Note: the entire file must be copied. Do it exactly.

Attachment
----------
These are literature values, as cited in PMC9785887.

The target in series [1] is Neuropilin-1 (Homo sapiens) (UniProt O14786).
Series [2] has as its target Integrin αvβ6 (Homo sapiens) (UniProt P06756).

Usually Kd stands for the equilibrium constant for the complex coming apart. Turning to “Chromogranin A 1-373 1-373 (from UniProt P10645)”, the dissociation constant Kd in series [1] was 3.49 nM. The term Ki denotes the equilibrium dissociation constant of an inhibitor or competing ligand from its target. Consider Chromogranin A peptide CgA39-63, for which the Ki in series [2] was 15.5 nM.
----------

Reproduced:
These are literature values, as cited in PMC9785887.

The target in series [1] is Neuropilin-1 (Homo sapiens) (UniProt O14786).
Series [2] has as its target Integrin αvβ6 (Homo sapiens) (UniProt P06756).

Usually Kd stands for the equilibrium constant for the complex coming apart. Turning to “Chromogranin A 1-373 1-373 (from UniProt P10645)”, the dissociation constant Kd in series [1] was 3.49 nM. The term Ki denotes the equilibrium dissociation constant of an inhibitor or competing ligand from its target. Consider Chromogranin A peptide CgA39-63, for which the Ki in series [2] was 15.5 nM.